Halton Arp interpreted Arp 143 and 8 other galaxies / pairs of galaxies as an elliptical galaxy and material emanating from it. Now we know that this interpretation is not correct. In this case we see the face-on collision of an elliptical and a spiral galaxy. They are already in a phase where the elliptical has punched through the spiral's disk and it is already moving away. As a result of the collision intense star formation started in the spiral's disk in the shape of a ring.
Surprisingly quite a lot of this is visible in the telescope. The brightest part of the system is the elliptical or more precisely S0 type lenticular galaxy NGC 2444 (to the right). The start of its two tidal tails is visible - they are very faint. The disk of the spiral galaxy NGC 2445 (to the left) has a very irregular shape. There are 4 bright spots visible on it (3-4 star forming regions). All of them show details. The brightest one (the combined light of VV117g and VV117h) contains a stellar spot. The second brightest is the galaxy's core. The two smaller and fainter ones are VV117b and VV117f. There are further fainter star forming regions in the photos - I have not seen them. Arp 143 is only a couple of degrees away from Castor but already in Lynx.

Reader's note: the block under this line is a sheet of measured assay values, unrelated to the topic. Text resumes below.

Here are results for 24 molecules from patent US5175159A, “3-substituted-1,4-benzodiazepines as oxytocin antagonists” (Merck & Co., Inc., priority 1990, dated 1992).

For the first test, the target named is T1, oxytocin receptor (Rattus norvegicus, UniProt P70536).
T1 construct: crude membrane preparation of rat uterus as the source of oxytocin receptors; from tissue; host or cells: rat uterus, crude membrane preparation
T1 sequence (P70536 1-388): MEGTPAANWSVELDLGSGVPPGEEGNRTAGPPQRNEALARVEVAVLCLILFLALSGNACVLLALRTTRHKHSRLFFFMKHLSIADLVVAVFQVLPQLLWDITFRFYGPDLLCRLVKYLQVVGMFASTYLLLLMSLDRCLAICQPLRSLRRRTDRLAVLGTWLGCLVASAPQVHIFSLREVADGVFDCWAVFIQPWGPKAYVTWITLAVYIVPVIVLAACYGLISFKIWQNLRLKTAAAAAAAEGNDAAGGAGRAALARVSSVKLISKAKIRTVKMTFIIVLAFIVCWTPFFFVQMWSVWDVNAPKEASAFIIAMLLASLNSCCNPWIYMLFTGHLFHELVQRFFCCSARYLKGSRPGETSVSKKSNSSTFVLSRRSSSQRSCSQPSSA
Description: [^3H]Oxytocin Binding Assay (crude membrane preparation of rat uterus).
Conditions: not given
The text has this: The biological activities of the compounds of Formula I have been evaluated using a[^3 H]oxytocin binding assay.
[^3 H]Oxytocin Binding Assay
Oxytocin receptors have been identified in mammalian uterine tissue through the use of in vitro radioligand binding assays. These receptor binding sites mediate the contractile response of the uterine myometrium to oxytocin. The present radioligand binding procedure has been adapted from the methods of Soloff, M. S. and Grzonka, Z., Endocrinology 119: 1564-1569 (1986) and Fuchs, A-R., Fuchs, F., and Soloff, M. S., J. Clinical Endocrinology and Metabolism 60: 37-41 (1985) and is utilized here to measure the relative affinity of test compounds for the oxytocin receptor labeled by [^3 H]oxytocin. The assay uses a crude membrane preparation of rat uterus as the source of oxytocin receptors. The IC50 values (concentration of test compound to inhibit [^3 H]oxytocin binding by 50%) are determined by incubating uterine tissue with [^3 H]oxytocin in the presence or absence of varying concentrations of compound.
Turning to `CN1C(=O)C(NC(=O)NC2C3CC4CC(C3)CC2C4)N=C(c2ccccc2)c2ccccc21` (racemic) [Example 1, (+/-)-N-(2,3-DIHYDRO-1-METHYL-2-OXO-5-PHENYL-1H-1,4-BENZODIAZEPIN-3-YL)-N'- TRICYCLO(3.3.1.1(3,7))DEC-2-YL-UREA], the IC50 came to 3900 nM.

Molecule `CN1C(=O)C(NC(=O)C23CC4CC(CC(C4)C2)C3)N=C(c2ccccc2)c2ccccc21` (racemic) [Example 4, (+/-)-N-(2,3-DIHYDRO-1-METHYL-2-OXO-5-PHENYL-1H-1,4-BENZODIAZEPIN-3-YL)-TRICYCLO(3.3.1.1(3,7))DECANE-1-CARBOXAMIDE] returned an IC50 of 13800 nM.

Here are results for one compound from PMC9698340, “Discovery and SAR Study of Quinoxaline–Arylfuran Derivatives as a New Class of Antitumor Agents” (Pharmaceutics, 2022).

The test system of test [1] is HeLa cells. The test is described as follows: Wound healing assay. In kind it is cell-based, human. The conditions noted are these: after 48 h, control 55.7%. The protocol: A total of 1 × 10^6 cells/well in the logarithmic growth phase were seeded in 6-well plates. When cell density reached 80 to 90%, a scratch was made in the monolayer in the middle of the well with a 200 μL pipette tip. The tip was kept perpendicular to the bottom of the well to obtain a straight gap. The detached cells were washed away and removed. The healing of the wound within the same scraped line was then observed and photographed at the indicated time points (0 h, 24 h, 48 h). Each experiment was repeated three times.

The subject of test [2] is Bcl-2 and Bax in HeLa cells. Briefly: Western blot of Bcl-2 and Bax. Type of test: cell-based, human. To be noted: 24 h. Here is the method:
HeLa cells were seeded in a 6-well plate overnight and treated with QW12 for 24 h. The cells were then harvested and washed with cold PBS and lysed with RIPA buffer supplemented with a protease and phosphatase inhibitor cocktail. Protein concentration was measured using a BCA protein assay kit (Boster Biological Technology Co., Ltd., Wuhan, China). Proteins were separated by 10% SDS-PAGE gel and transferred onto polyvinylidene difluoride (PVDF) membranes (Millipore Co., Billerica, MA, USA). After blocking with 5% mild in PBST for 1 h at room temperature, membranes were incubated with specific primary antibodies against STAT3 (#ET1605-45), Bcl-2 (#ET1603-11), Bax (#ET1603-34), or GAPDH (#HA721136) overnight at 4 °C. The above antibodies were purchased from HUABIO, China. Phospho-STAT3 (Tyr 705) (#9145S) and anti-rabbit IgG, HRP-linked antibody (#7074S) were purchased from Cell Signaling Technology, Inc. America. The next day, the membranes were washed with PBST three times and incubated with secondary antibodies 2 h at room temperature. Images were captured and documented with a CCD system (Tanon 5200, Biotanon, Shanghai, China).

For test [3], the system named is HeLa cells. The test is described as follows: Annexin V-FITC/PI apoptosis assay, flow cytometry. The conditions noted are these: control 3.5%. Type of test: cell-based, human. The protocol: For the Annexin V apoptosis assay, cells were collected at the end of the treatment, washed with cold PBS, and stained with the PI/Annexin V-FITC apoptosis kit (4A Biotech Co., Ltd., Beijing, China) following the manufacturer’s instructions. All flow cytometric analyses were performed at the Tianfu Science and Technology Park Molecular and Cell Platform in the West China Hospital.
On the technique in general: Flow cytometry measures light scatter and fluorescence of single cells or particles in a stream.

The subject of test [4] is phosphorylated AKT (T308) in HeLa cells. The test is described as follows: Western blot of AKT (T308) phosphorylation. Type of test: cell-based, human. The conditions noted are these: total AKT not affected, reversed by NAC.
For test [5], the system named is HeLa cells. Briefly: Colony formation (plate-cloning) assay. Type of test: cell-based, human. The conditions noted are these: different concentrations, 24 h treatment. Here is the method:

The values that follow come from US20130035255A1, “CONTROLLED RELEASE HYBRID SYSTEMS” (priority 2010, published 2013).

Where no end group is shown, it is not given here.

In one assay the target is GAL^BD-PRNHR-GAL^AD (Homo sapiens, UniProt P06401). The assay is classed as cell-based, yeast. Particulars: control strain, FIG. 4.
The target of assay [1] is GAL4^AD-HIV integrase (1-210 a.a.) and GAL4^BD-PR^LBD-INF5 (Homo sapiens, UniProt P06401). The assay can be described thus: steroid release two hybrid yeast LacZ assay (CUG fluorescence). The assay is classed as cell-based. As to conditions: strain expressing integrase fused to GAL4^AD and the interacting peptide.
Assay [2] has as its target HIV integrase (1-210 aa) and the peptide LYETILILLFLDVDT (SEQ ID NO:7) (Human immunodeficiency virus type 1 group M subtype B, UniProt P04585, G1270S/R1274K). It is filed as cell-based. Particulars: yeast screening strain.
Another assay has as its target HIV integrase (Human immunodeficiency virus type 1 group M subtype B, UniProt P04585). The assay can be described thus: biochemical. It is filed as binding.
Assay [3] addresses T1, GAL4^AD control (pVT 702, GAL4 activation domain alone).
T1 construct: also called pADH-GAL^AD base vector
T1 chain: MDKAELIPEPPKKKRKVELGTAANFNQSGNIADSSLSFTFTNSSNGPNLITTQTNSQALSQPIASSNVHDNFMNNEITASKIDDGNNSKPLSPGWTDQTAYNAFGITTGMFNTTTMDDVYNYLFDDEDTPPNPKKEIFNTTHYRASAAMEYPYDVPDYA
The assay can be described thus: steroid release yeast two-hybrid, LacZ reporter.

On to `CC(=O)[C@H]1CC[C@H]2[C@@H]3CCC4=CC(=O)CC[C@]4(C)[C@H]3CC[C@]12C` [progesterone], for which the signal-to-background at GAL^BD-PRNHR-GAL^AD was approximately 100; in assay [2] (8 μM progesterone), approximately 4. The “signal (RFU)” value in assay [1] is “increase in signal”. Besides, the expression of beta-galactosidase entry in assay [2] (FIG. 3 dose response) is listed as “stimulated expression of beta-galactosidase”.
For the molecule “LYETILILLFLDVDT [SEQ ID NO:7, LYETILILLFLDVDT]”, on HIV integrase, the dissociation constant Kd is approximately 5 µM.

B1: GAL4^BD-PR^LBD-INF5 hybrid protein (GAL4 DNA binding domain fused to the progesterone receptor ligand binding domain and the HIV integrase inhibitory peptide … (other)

The SDSS (Sloan Digital Sky Survey) photograph of NGC 2444-45 can be seen to the left made with the 2.5m telescope. I rotated and cropped the photograph so that it can directly be compared to my inverted drawing.
Coma Berenices globular clusters
A pair of globular clusters in the spring sky
Perseus planetary nebula
Little Dumbbell Nebula
Face-on grand design spiral galaxy
A unique grand-design barred spiral galaxy in the Virgo Cluster
Coma Berenices galaxy
Grand-design spiral galaxy. One of the biggest members of the Virgo Cluster.
Ultra-thin egde-on spiral galaxy
One of the thinnest galaxies in the sky